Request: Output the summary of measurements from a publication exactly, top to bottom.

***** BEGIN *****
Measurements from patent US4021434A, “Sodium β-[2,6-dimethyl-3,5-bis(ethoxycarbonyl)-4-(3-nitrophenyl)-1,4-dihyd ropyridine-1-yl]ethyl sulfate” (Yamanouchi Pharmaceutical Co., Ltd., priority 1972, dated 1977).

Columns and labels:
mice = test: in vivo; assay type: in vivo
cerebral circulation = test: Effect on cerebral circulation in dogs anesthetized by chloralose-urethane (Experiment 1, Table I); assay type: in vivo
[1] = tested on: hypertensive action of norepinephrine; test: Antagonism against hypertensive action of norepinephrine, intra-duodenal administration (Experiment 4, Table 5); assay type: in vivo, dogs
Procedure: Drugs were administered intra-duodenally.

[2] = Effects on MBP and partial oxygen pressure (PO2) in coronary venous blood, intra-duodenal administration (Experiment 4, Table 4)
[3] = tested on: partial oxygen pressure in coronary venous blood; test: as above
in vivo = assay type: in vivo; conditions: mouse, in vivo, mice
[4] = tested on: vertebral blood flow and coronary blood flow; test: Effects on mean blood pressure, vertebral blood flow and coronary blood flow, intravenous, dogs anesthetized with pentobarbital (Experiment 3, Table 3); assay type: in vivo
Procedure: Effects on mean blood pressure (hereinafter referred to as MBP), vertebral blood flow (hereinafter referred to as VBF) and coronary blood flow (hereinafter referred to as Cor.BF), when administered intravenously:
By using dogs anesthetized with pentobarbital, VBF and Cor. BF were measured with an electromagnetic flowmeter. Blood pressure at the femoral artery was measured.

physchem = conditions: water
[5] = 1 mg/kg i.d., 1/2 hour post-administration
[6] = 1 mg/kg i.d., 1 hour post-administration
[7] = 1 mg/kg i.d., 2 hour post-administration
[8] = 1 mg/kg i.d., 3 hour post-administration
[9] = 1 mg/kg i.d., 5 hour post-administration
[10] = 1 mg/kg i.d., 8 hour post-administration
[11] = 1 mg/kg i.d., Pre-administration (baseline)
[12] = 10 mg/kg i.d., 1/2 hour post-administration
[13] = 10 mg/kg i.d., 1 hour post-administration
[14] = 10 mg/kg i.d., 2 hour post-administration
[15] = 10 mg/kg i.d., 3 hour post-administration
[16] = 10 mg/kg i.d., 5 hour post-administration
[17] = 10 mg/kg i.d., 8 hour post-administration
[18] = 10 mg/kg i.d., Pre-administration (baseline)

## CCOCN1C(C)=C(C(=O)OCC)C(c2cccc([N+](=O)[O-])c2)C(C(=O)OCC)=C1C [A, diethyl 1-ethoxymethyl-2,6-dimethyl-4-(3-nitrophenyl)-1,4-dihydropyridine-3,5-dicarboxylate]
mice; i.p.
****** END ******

Measurements from patent US4021434A, “Sodium β-[2,6-dimethyl-3,5-bis(ethoxycarbonyl)-4-(3-nitrophenyl)-1,4-dihyd ropyridine-1-yl]ethyl sulfate” (Yamanouchi Pharmaceutical Co., Ltd., priority 1972, dated 1977).

Columns and labels:
mice = test: in vivo; assay type: in vivo
cerebral circulation = test: Effect on cerebral circulation in dogs anesthetized by chloralose-urethane (Experiment 1, Table I); assay type: in vivo
[1] = tested on: hypertensive action of norepinephrine; test: Antagonism against hypertensive action of norepinephrine, intra-duodenal administration (Experiment 4, Table 5); assay type: in vivo, dogs
Procedure: Drugs were administered intra-duodenally.

[2] = Effects on MBP and partial oxygen pressure (PO2) in coronary venous blood, intra-duodenal administration (Experiment 4, Table 4)
[3] = tested on: partial oxygen pressure in coronary venous blood; test: as above
in vivo = assay type: in vivo; conditions: mouse, in vivo, mice
[4] = tested on: vertebral blood flow and coronary blood flow; test: Effects on mean blood pressure, vertebral blood flow and coronary blood flow, intravenous, dogs anesthetized with pentobarbital (Experiment 3, Table 3); assay type: in vivo
Procedure: Effects on mean blood pressure (hereinafter referred to as MBP), vertebral blood flow (hereinafter referred to as VBF) and coronary blood flow (hereinafter referred to as Cor.BF), when administered intravenously:
By using dogs anesthetized with pentobarbital, VBF and Cor. BF were measured with an electromagnetic flowmeter. Blood pressure at the femoral artery was measured.

physchem = conditions: water
[5] = 1 mg/kg i.d., 1/2 hour post-administration
[6] = 1 mg/kg i.d., 1 hour post-administration
[7] = 1 mg/kg i.d., 2 hour post-administration
[8] = 1 mg/kg i.d., 3 hour post-administration
[9] = 1 mg/kg i.d., 5 hour post-administration
[10] = 1 mg/kg i.d., 8 hour post-administration
[11] = 1 mg/kg i.d., Pre-administration (baseline)
[12] = 10 mg/kg i.d., 1/2 hour post-administration
[13] = 10 mg/kg i.d., 1 hour post-administration
[14] = 10 mg/kg i.d., 2 hour post-administration
[15] = 10 mg/kg i.d., 3 hour post-administration
[16] = 10 mg/kg i.d., 5 hour post-administration
[17] = 10 mg/kg i.d., 8 hour post-administration
[18] = 10 mg/kg i.d., Pre-administration (baseline)

## CCOCN1C(C)=C(C(=O)OCC)C(c2cccc([N+](=O)[O-])c2)C(C(=O)OCC)=C1C [A, diethyl 1-ethoxymethyl-2,6-dimethyl-4-(3-nitrophenyl)-1,4-dihydropyridine-3,5-dicarboxylate]
mice; i.p.